The responses to the third question followed a similar theme. For a veterinarian to gain influence, having a holistic approach was what most suggested. Zoo veterinarians should focus on the health of the whole organization rather than on themselves or the animal health role only. One CEO stated, “Learn to step away from being a zoo veterinarian and become more interested in people.” To accomplish this, another suggested that zoo veterinarians look for leadership opportunities in their organization outside of veterinary medicine. A leader summarized this idea by saying, “Listen, learn, and understand the rest of the business. Don’t allow yourself to be isolated to clinical medicine alone.” Another typical response to this question was about learning to listen and improving self-awareness. Several of the interviewees thought that it was important to shift focus from self and move toward serving the needs of others. Some mentioned that zoo veterinarians should have a more realistic approach to risk. Addressing this point, a zoo operations executive was blunt. “Don’t be afraid to disagree, but don’t disagree just to disagree. Don’t go to the worst case just to get attention on the matter.” Recent efforts by zoo veterinarians to perform disease risk assessments and risk-based quarantines are positive examples of how to approach risk.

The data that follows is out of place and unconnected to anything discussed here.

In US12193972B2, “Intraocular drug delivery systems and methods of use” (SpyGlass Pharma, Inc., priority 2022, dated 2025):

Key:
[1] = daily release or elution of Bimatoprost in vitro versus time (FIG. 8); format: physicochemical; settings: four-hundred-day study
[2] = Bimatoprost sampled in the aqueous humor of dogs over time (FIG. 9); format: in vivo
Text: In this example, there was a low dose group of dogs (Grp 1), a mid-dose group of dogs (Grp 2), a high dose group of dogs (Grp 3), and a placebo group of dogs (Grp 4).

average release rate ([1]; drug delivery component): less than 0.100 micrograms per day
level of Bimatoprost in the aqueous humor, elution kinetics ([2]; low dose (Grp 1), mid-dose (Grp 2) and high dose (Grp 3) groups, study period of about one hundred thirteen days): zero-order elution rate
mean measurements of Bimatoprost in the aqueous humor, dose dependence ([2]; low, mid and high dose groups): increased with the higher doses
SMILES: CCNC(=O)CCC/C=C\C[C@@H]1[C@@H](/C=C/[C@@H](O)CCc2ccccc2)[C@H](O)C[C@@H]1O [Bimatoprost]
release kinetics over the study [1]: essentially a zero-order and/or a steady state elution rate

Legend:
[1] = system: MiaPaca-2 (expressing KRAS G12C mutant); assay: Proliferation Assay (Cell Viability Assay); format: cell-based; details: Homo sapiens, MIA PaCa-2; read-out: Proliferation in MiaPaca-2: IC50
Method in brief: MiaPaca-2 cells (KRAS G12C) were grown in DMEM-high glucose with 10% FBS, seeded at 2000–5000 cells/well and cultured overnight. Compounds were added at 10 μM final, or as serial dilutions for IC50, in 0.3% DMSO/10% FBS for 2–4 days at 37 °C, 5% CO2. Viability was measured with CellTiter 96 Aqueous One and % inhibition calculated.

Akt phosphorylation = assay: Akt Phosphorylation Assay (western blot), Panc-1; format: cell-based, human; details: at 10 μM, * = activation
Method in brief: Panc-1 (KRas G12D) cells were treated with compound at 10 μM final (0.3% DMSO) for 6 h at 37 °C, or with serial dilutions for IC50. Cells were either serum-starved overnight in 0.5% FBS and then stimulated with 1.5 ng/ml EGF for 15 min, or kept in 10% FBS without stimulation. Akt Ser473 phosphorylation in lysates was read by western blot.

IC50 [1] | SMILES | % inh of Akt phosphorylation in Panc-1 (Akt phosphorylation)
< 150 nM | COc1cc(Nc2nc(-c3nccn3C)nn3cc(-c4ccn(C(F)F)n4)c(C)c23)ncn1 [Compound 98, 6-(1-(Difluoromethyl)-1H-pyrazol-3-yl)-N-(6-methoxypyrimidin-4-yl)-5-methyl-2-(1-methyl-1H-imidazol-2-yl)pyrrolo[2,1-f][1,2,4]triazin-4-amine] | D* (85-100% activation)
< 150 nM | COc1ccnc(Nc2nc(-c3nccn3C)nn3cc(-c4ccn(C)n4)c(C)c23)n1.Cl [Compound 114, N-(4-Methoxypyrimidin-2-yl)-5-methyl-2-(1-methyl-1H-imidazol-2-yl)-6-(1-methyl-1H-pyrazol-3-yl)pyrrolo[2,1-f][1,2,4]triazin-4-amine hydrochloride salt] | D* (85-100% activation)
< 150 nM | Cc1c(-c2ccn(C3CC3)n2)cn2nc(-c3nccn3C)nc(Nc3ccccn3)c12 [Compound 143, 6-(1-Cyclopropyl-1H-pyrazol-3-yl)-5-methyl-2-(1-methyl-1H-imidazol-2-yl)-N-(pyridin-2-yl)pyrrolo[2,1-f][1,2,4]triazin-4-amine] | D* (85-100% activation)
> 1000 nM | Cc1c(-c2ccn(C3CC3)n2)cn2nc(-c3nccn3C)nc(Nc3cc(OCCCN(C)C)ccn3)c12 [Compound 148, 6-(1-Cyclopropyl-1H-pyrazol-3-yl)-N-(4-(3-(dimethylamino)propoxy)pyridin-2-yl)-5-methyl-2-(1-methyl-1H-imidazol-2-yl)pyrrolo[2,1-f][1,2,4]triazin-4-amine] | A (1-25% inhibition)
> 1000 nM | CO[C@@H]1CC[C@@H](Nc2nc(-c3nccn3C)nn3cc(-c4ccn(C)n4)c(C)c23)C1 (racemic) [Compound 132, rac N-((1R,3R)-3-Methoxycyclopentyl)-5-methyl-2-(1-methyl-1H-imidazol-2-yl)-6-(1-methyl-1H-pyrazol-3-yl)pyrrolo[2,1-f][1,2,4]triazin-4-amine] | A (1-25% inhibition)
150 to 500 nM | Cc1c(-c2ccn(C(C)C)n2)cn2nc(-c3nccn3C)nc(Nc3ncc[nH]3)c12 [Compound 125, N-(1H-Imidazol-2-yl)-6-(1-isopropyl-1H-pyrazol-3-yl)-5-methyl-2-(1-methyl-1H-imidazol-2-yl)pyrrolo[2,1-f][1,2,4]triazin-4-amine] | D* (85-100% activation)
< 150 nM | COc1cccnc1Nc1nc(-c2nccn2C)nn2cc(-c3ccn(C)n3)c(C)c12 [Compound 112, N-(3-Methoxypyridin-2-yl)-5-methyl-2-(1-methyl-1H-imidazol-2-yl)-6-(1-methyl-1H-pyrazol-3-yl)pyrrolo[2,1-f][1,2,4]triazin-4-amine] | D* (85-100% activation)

In summary, here are three general observations to consider in creating a plan to gain organizational influence:
1. Veterinarians tend to have a reputation among zoo leaders for having a narrow interest and for creating obstacles to plans and programs. Opportunities exist to change this perception of zoo veterinarians.
2. Zoo leaders see veterinarians’ unique value as organizational icons for protecting animal health and welfare due to their societal reputation for objectivity and compassion.
3. Zoo leaders expect their senior veterinarians, like other senior leaders, to show interest in the whole organization and its people, not just their field of animal health.
To the latter point, one zoo veterinarian executive said, “It’s your zoo, and you want it to be successful. It always comes down to animal welfare, not about being right or wrong.”
The zoo veterinary profession has an opportunity to use its unique value and societal reputation to enhance its reputation among zoo leadership. By doing so, zoo veterinarians can grow their organizational influence and have a positive impact on organizational strategy and vision. Ultimately, that influence will help enhance animal health and welfare.